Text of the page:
Episode 24: The Walbrook in Roman London
The river Walbrook is the shortest but one of the most important of London's lost rivers. This Roman London water source is now entirely hidden and has largely been forgotten.
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Hazel: Hello and welcome to our London History Podcast, where we share our love of London, its people, places, and history in 20-minute espresso shot episodes served with a dash of personality. I am Hazel Baker, London tour guide and CEO of London Guided Walks, providing private tours, treasure hunts, and live online quizzes to Londoners and visitors alike.
To accompany this podcast, we also have hundreds of London history related blog posts for you to enjoy, all absolutely free. We've also launched The Daily London, providing you with daily inspiration of things to do in London, for Londoners. You can listen on iTunes, Spotify, or even add it to your Alexa flash briefings. And you can check all of that out on our website, londonguidedwalks.co.uk/flash.
What we discussed:
Hazel: Today, we're going to be talking about the Walbrook stream in the city of London during Roman times. And to help me navigate this, is city of London tour guide, Ian McDiarmid.
The Walbrook stream began as Springs. In modern day, Islington and Shoreditch. And flowed through Central London, reaching the Thames by Cannon St. Station. Ian, to help those who aren't familiar with the Walbrook or indeed, the city of London, would you want to pinpoint the Walbrook a little bit closer?
Ian: Yes. Well, the first thing to say, obviously that it is, one of London's hidden rivers, so, it's been covered up for very long time now. In fact, by the end of the 15th century, it was getting incredibly narrow and was pretty much covered over for its entirety.
This is completely hidden, and this is one of those sort of fascinating, historical aspects to London when you can't really see anything of what you're talking about, but you're talking about something that was of immense importance.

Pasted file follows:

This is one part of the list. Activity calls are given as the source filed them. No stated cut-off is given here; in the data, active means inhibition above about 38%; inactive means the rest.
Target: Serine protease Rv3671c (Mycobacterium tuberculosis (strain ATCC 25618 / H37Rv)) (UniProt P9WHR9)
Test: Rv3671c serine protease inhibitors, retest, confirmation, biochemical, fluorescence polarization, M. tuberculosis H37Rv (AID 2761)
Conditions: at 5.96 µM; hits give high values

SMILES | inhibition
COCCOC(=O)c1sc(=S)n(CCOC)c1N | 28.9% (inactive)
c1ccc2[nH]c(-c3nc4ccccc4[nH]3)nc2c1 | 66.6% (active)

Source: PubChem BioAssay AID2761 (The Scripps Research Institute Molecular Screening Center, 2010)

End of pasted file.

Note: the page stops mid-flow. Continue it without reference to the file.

Hazel, you've been interested in the Crossrail excavations. Could you explain where they were and what they found
Ian: One of the things I remember reading about the upper Walbrook is I think a bit before, when you're talking about is the exposure of bodies in the, rebates in the iron age, carrying on into the Roman age. And you mentioned that the stream is fairly fast flowing. In the lower Walbrook, they found a lot of skulls. And when these were found, it gave rise to some fanciful theories about battles, and weather or was it during the Boudican Revolt. And I think some people, modern scholars, someone's scholars maintain that they could be, people who were executed, during the Boudican Revolt.
But the more likely explanation is I think of the skulls being...of bodies being exposed in the river and the skulls perhaps being detached at the time of the bodies being laid down and then being carried down by the water to the lower Walbrook. Is there anything in that, or was it later and is it burial?
And what about the cemeteries? Is there anything of particular note that they found there? I think you were telling me that in Victorian times, horses didn't live very long, did they?
Hazel: No they didn't then they ended up as glue afterwards.
They also found a rare example of refined joinery from early Roman period.
Ian: And what about the Roman burials themselves?
Ian: So what animals did they find there then?
Hazel: Shall we move to the middle Walbrook then?
Ian: Yes. And, this really, we can begin to talk about why the Walbrook is so important.
Hazel: And there's several writing tablets found there, weren't there?
Hazel: I remember you mentioning that one on your Roman London tour as well, don't you?
And you've got the Walbrook right in the middle of that. So what happened with that?
Hazel: That's all we've got time for now. Don't forget, Ian does provide a Roman London tour for you to get your teeth stuck into Roman London a little bit more. Many thanks to Andy who has suggested a rock and roll London podcast. We will put that one on the list and thank you to all of our listeners for your continued support, including Anne in Romford.
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